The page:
Maritime transport underpins global supply chain linkages and economic interdependency with shipping and ports estimated to handle over 80 per cent of global merchandise trade by volume and more than 70 per cent by value. As a result, when the pandemic outbroke, the sector has worked as a transmission channel sending shockwaves across supply chains and regions. Indeed, disrupted transport networks and supply chains have significantly undermined world trade and economic activity, which contracted respectively by 9% and 4,9%. The maritime sector has been hit under several aspects: the pandemic has accelerated the regionalization of the global supply chains, has affected the market structure and strategic behaviour of shipping lines and has changed ports connectivity. Moreover, revenue pools of port authorities are under pressure, with a negative impact on the broader port ecosystem, in particular when it comes to employment or access to global markets.
However, the pandemic could also trigger and accelerate key positive changes aimed at strengthening ecosystems through partnership with terminals, industry clusters or improved hinterland connectivity. Investments in road and railway infrastructure in the framework of recovery plans will be crucial to increase port efficiency, inter-modality and reduced transport time, as well as ensuring the last mile connection. Secondly, digitalization and automation will be at the core of the recovery, increasing port efficiency and competitiveness but also raising question about the future labour management. Finally, the most prominent challenge is the sustainability of the port system and maritime transport. Indeed, international shipping is responsible for 2-3% of global GHG emissions and governments are striving to accelerate efforts towards carbon neutrality. EU has recently approved the Sustainable and Smart Mobility Strategy that requires all harbour nodes to become carbon neutral and the first zero emission ocean vessels operative by 2030. An important first step in terms of sustainability has recently been made through the establishment of a Sulphur Emission Control Area (SECA) in the Mediterranean.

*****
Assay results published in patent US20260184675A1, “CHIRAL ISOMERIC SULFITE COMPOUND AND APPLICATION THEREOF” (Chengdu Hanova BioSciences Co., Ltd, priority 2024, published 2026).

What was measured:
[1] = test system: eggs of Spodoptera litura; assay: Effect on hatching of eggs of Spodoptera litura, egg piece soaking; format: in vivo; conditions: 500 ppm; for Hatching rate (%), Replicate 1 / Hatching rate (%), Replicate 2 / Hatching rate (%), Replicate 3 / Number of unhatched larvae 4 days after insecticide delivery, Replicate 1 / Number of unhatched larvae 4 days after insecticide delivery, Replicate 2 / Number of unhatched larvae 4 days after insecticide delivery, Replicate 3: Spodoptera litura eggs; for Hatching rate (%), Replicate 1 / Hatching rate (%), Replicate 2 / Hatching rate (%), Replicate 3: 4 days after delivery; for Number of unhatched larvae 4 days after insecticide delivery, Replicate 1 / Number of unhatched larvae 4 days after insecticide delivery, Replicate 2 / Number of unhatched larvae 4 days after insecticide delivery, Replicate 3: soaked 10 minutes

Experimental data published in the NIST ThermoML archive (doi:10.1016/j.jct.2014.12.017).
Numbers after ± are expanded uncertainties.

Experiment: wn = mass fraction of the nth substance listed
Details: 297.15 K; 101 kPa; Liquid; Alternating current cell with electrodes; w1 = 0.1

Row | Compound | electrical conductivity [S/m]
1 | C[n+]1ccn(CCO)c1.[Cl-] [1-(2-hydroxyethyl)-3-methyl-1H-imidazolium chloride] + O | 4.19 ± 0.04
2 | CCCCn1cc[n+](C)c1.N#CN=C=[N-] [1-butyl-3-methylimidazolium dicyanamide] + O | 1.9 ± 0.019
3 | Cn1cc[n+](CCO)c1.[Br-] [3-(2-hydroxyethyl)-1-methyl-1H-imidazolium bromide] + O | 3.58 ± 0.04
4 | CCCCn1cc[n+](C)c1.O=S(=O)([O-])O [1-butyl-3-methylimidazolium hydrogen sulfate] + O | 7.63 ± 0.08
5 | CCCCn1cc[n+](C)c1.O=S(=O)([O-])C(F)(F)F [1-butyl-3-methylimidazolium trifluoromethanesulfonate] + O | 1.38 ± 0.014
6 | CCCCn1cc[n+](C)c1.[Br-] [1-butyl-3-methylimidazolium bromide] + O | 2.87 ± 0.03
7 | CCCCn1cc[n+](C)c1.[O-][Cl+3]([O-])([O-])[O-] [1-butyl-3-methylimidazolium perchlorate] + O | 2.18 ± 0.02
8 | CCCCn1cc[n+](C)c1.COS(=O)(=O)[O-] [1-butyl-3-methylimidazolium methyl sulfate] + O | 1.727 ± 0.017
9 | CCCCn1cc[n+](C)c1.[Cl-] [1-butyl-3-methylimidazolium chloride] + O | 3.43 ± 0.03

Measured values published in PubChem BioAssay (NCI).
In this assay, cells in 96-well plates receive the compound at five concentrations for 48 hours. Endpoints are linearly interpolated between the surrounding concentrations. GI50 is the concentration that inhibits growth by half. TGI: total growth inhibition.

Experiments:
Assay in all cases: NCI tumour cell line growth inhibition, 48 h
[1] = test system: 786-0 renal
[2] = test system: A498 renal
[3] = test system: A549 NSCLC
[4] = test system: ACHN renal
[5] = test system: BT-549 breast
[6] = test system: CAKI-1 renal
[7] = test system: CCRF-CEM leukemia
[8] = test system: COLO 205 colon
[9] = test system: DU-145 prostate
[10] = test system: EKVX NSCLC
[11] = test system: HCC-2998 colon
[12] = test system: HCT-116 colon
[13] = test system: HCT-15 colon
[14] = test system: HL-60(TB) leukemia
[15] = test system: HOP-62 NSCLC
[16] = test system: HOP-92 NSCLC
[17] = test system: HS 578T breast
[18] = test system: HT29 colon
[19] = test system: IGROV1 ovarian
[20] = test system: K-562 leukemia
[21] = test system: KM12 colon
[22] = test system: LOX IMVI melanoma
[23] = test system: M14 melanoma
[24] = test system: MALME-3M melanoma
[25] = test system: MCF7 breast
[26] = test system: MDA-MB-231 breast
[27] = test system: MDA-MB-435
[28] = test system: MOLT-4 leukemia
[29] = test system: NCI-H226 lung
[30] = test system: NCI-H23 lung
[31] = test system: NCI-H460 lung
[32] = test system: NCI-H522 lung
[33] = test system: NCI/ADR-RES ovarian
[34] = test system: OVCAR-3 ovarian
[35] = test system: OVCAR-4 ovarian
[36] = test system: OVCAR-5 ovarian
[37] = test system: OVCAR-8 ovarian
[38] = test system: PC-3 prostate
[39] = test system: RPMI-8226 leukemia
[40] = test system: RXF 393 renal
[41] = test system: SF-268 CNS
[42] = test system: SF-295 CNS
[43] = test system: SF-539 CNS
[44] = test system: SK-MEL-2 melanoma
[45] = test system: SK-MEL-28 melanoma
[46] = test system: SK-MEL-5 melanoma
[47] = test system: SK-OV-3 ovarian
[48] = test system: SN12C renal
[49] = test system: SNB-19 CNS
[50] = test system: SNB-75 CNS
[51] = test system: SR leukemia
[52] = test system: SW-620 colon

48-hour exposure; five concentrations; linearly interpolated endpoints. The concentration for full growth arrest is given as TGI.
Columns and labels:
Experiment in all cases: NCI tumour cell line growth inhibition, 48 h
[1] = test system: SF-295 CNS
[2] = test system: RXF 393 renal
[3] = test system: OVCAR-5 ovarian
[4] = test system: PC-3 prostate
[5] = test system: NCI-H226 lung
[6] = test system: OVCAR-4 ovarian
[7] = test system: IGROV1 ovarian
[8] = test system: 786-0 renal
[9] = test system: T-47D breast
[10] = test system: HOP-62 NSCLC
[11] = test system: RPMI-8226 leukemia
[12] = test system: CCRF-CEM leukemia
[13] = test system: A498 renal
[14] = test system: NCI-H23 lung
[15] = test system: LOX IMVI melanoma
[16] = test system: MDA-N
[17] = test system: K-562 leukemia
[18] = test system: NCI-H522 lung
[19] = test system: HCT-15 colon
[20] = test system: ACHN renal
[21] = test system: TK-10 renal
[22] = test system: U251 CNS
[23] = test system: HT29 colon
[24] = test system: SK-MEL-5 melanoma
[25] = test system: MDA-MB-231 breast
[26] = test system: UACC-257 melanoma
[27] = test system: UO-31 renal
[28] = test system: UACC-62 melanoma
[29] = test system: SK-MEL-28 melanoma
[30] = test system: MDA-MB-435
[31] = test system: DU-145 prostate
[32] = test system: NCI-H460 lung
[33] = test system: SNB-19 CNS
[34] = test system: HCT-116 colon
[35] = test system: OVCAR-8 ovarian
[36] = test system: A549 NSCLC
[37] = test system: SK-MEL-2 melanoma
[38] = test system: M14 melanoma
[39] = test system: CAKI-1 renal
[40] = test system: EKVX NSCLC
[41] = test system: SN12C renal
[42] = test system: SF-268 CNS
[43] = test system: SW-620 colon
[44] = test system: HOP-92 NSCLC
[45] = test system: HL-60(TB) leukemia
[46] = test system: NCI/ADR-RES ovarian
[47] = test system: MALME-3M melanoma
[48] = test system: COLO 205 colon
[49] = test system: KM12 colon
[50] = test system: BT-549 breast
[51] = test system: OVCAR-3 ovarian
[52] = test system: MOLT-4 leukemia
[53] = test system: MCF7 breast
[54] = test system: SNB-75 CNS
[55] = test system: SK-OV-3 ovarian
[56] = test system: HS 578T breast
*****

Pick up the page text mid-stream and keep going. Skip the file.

These are major goals which require a cooperative approach among port authorities to ensure a coordinated recovery and sustainable transition for all the operators involved, in a new challenging landscape that will be dominated by an increased competition in the years to come.
- How has the port sector been affected by the pandemic? Which kind of measures have been put in place to counter the crisis?
- Which are the main trends that will shape and challenge the port sector’s future?
- How can port authorities improve their coordination and ensure an overall increase of the system’s efficiency?
This event is part of the ISPI Centre on Infrastructure - promoted with the knowledge partnership of McKinsey & Company, and will be held under Chatham House Rule.
By invitation only